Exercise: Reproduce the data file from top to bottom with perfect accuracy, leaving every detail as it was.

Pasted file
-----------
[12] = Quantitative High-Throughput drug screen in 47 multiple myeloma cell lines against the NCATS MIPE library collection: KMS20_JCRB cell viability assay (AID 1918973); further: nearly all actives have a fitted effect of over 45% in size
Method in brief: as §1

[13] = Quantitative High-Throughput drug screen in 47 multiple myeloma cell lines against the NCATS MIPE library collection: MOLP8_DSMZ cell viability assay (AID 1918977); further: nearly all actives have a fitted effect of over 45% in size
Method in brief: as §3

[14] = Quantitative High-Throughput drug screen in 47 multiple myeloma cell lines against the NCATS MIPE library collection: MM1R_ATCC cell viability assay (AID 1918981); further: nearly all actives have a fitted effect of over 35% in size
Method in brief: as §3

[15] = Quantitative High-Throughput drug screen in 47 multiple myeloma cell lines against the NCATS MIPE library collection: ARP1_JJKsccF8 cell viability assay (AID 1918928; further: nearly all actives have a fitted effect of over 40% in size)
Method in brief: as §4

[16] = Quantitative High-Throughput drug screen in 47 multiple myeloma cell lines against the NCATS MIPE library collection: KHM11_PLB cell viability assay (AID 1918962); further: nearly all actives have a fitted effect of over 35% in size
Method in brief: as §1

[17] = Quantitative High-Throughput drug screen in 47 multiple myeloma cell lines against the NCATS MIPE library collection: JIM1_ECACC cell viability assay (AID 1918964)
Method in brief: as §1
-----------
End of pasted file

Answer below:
[12] = Quantitative High-Throughput drug screen in 47 multiple myeloma cell lines against the NCATS MIPE library collection: KMS20_JCRB cell viability assay (AID 1918973); further: nearly all actives have a fitted effect of over 45% in size
Method in brief: as §1

[13] = Quantitative High-Throughput drug screen in 47 multiple myeloma cell lines against the NCATS MIPE library collection: MOLP8_DSMZ cell viability assay (AID 1918977); further: nearly all actives have a fitted effect of over 45% in size
Method in brief: as §3

[14] = Quantitative High-Throughput drug screen in 47 multiple myeloma cell lines against the NCATS MIPE library collection: MM1R_ATCC cell viability assay (AID 1918981); further: nearly all actives have a fitted effect of over 35% in size
Method in brief: as §3

[15] = Quantitative High-Throughput drug screen in 47 multiple myeloma cell lines against the NCATS MIPE library collection: ARP1_JJKsccF8 cell viability assay (AID 1918928; further: nearly all actives have a fitted effect of over 40% in size)
Method in brief: as §4

[16] = Quantitative High-Throughput drug screen in 47 multiple myeloma cell lines against the NCATS MIPE library collection: KHM11_PLB cell viability assay (AID 1918962); further: nearly all actives have a fitted effect of over 35% in size
Method in brief: as §1

[17] = Quantitative High-Throughput drug screen in 47 multiple myeloma cell lines against the NCATS MIPE library collection: JIM1_ECACC cell viability assay (AID 1918964)
Method in brief: as §1